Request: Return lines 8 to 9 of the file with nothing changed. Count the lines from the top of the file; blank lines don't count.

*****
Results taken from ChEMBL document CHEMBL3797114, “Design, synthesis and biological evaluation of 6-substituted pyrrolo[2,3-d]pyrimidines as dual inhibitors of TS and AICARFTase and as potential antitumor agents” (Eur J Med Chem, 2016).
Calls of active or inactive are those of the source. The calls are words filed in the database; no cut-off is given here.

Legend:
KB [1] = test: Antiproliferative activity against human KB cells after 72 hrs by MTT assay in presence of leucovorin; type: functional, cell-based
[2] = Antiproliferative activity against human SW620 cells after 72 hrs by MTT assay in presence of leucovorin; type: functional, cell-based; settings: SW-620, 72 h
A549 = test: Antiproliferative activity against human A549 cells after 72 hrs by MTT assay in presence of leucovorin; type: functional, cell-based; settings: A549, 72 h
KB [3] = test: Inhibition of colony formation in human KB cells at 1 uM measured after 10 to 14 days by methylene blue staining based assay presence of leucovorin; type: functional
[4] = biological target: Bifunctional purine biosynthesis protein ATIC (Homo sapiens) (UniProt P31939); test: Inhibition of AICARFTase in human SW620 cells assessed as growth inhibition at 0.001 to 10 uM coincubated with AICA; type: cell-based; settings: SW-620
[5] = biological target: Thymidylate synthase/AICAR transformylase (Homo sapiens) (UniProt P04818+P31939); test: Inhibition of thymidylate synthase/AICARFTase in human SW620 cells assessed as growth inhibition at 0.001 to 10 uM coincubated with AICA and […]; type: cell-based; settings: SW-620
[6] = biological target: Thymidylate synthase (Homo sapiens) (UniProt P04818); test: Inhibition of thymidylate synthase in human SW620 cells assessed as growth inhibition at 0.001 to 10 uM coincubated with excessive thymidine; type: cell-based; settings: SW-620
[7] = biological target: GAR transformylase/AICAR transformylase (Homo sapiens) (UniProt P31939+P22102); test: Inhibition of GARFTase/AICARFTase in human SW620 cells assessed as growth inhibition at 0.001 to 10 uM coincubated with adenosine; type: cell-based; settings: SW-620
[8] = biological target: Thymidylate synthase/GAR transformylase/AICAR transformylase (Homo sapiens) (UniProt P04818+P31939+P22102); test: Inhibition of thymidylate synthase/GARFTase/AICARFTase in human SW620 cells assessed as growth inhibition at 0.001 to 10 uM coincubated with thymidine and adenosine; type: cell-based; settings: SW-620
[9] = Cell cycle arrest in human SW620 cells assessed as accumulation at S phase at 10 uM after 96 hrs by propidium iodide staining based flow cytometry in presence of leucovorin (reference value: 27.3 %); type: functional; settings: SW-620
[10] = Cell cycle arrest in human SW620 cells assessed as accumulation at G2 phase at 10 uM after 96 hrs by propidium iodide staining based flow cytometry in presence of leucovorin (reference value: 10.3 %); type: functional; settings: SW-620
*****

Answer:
[4] = biological target: Bifunctional purine biosynthesis protein ATIC (Homo sapiens) (UniProt P31939); test: Inhibition of AICARFTase in human SW620 cells assessed as growth inhibition at 0.001 to 10 uM coincubated with AICA; type: cell-based; settings: SW-620
[5] = biological target: Thymidylate synthase/AICAR transformylase (Homo sapiens) (UniProt P04818+P31939); test: Inhibition of thymidylate synthase/AICARFTase in human SW620 cells assessed as growth inhibition at 0.001 to 10 uM coincubated with AICA and […]; type: cell-based; settings: SW-620